Fostering Community Support to Increase Physical Activity by Low-Income, Elderly

Second annual Frontrunners conference

The City of Richmond (Va.) Department of Public Health held a conference, "FRONTRUNNERS II: Breaking Down Barriers to Physical Activity," on March 9–10, 2000, on practical approaches to removing barriers to community-wide physical activity among low-income and elderly populations.

The inactivity of the American population has increased, as have the rates of obesity and other chronic health conditions associated with a sedentary lifestyle.

The conference's 53 registrants included state and local health, parks, and recreation officials from Virginia, North Carolina, and West Virginia. The project director characterized the number of registrants as disappointing and suggested insufficient conference promotion and reduced agency travel budgets were among the contributing factors.

Previously, the Richmond public health department sponsored a conference on local initiatives to promote fitness, which was also funded by the Robert Wood Johnson Foundation (RWJF) (see Program Results on ID# 035331). The conference, "FRONTRUNNERS: Local Governments Taking the Lead in Fitness," drew 150 people from six states and the District of Columbia.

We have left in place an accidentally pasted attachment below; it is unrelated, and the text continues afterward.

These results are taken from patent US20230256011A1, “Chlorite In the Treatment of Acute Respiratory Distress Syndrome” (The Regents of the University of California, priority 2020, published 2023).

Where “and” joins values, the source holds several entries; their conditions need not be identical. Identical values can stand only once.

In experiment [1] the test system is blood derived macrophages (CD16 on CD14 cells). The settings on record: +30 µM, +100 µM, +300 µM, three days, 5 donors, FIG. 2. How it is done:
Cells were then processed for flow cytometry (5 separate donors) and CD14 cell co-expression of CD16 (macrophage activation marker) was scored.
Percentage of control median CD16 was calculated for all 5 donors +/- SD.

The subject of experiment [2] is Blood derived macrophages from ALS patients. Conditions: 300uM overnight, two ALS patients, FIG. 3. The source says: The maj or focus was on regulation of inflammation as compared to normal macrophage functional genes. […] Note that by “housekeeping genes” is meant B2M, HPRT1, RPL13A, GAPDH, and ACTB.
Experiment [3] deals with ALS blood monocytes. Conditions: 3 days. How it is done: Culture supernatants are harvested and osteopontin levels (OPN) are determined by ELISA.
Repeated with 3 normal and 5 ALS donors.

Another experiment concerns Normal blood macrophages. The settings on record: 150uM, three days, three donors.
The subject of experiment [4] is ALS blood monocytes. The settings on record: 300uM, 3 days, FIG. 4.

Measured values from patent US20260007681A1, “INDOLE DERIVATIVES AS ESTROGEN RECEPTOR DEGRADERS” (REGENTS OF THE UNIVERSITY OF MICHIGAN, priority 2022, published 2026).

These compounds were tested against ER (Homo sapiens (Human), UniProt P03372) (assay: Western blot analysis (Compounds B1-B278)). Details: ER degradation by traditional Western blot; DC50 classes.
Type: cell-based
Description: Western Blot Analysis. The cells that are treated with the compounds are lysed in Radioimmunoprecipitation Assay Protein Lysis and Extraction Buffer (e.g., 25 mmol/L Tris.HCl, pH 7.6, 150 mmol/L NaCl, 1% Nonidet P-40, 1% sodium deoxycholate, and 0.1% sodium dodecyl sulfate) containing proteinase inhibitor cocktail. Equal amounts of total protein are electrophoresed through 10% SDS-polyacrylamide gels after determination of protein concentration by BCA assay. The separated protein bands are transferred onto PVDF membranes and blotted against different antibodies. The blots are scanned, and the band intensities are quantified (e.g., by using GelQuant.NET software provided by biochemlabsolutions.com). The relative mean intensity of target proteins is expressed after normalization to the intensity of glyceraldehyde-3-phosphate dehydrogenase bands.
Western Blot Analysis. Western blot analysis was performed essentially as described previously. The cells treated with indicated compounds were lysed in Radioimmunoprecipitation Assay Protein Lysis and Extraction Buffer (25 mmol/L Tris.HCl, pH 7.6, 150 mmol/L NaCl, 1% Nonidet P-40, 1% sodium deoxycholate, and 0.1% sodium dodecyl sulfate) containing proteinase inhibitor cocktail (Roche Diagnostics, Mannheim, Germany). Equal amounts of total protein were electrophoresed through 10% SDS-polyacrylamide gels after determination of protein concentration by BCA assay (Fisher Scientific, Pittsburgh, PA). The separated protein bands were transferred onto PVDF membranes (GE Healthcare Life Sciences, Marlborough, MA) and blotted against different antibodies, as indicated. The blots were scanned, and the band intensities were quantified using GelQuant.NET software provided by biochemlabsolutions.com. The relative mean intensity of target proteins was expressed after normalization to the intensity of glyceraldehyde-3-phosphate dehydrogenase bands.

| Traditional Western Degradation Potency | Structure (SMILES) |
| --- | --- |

Keynote speaker Steven Blair, director of epidemiology at the Cooper Institute of Aerobics, focused on the relationship between physical activity and health. The five additional presenters discussed:

  • A program designed to increase physical activity among participants in the federal Women, Infants and Children (WIC) nutritional program.
  • A community outreach program that offers physical activity classes to church communities.
  • Planning and building a community playground.
  • Designing and funding projects that promote walking and bicycling.

Key Results
The project director reported that:

  • As an outgrowth of the two conferences, the city of Richmond established an independent commission to make recommendations for promoting physical fitness in the community.
  • Richmond became one of two cities — Madison, Wis., was the other — in which the AARP undertook a social marketing pilot project as part of RWJF's Active for Life® national program to encourage adults age 50 and over to increase activity levels by replicating proven programs in real-world settings and identifying and testing communication strategies for the promotion of physical activity. (For more information see Program Results.)

RWJF supported the conference with a $40,000 grant from December 1999 to June 2000.

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